Informed Consent - Academic Field Trips

It is recommended that you use an informed consent form for all field trips. This form is designed to give the student basic information about the trip, and to warn the student of the hazards involved. It also sets a standard for behavior, letting the student know that s/he is responsible for her/him self and that failure to follow guidelines may result in dismissal from the trip. It is not a waiver, since the student does not give up any rights in signing the agreement.

This form is designed for single or multiple class field trips; if you have multiple trips, you do not need to have your students sign a form for each trip. Simply indicate the number of trips on the form in the space provided, attache the syllabus list of the trips, and have the students sign it on the first day of class or as soon as possible thereafter.

The form is available as a PDF or as a Word.doc. If you use the PDF, fill in the blanks, and go! The Word.doc is available if you wish to complete the top of the form on the computer; do not alter the text of the agreement. If you think that your trip requires special wording, please contact Five College Risk Management.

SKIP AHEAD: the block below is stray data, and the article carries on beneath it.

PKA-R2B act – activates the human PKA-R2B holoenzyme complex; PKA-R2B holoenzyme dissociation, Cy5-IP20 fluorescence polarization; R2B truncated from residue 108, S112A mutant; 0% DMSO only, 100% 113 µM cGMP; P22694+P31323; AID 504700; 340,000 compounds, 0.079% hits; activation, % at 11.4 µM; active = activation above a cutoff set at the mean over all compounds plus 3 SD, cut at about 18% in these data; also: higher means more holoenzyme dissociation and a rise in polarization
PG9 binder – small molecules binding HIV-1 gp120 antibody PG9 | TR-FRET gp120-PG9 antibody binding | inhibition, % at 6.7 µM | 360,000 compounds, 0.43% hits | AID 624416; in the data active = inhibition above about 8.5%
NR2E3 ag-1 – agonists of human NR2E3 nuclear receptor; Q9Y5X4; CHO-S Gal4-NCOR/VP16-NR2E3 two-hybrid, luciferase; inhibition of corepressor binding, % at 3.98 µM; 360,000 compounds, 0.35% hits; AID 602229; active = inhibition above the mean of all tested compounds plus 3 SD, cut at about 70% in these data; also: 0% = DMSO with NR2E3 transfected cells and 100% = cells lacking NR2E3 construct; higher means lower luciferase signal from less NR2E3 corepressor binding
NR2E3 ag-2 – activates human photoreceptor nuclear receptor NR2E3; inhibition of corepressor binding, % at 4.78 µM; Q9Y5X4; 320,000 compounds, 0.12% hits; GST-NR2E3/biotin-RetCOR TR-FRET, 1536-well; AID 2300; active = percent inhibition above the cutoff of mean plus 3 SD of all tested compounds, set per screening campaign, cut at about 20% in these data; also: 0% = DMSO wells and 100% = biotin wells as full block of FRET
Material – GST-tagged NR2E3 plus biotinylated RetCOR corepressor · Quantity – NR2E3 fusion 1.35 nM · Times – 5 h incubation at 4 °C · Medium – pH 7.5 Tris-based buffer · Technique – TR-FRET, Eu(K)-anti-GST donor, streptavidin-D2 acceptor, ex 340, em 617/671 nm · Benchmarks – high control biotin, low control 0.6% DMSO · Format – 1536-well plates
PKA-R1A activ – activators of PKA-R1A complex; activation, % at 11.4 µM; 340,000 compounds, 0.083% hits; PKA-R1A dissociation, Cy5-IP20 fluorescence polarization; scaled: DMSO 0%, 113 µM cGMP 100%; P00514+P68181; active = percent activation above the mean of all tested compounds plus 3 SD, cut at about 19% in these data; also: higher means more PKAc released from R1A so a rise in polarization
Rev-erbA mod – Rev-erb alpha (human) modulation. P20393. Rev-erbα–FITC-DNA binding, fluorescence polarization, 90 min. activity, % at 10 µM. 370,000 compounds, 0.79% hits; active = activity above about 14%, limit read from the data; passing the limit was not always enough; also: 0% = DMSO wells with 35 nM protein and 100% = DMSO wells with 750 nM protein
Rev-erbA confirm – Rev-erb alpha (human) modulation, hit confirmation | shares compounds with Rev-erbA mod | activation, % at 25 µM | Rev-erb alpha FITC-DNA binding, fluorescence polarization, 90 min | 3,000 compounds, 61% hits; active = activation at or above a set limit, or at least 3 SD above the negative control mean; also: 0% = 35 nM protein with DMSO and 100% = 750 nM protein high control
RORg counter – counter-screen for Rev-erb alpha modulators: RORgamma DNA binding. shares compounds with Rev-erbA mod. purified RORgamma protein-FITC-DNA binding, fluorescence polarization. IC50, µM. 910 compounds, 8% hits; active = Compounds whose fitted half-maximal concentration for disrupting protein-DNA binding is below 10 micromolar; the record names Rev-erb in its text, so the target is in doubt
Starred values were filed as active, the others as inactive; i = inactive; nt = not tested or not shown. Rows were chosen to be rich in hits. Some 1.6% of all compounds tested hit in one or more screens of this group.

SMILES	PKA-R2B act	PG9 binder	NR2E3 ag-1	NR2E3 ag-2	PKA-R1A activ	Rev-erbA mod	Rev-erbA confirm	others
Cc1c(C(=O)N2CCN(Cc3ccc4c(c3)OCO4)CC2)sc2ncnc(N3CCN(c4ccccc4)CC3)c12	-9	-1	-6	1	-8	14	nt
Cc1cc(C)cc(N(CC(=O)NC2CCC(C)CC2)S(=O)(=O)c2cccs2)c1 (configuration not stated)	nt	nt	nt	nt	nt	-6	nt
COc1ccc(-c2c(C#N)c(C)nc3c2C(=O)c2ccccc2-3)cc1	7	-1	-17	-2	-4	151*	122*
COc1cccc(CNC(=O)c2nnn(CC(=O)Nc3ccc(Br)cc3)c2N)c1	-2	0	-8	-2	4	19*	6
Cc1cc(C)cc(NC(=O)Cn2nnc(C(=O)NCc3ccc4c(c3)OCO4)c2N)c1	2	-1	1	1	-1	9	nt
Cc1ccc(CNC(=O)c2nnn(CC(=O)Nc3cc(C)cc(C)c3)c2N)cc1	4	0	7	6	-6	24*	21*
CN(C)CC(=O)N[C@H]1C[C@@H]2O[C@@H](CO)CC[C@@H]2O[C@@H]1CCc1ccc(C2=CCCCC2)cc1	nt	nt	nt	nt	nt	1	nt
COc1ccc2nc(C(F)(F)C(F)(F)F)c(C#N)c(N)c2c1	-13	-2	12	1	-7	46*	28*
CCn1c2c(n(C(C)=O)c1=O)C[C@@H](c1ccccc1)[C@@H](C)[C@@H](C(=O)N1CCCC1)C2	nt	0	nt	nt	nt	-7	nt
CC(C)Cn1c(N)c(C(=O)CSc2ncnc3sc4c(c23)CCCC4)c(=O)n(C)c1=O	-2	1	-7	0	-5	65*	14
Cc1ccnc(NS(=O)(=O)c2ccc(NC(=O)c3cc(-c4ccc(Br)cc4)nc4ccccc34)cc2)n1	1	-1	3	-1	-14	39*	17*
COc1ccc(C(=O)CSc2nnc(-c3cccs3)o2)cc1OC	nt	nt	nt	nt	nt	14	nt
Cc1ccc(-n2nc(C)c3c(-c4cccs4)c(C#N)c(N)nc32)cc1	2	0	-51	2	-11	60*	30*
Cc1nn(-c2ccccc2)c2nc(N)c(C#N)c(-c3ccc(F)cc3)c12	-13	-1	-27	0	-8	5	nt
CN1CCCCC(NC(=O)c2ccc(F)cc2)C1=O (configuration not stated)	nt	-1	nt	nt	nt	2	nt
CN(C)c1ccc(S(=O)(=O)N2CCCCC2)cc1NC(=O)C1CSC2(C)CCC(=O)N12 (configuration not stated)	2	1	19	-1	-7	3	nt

Informed Consent Forms:

Amherst: PDF

Hampshire: PDF

Mount Holyoke: PDF

Smith: PDF

Students under the age of 18 are generally treated like any other student for purposes of field trips, and do not need parental signatures for informed consent forms.

Students can witness each other's forms. Please check the forms to make sure they are readable. Keep the forms for three years with your class file. They may be discarded three years after the completion of the last trip for that class.

Incidents and accidents should be reported to Five College Risk Management as soon as possible.

Unusual, voluntary trips (e.g. J-term, Spring Break or pre- or post-semester trips) or international travel will require waivers. Waivers are a legal agreement by which the student or trip participant releases the college and other releasees from liability, including ordinary negligence. For more information, see Voluntary Field Trips.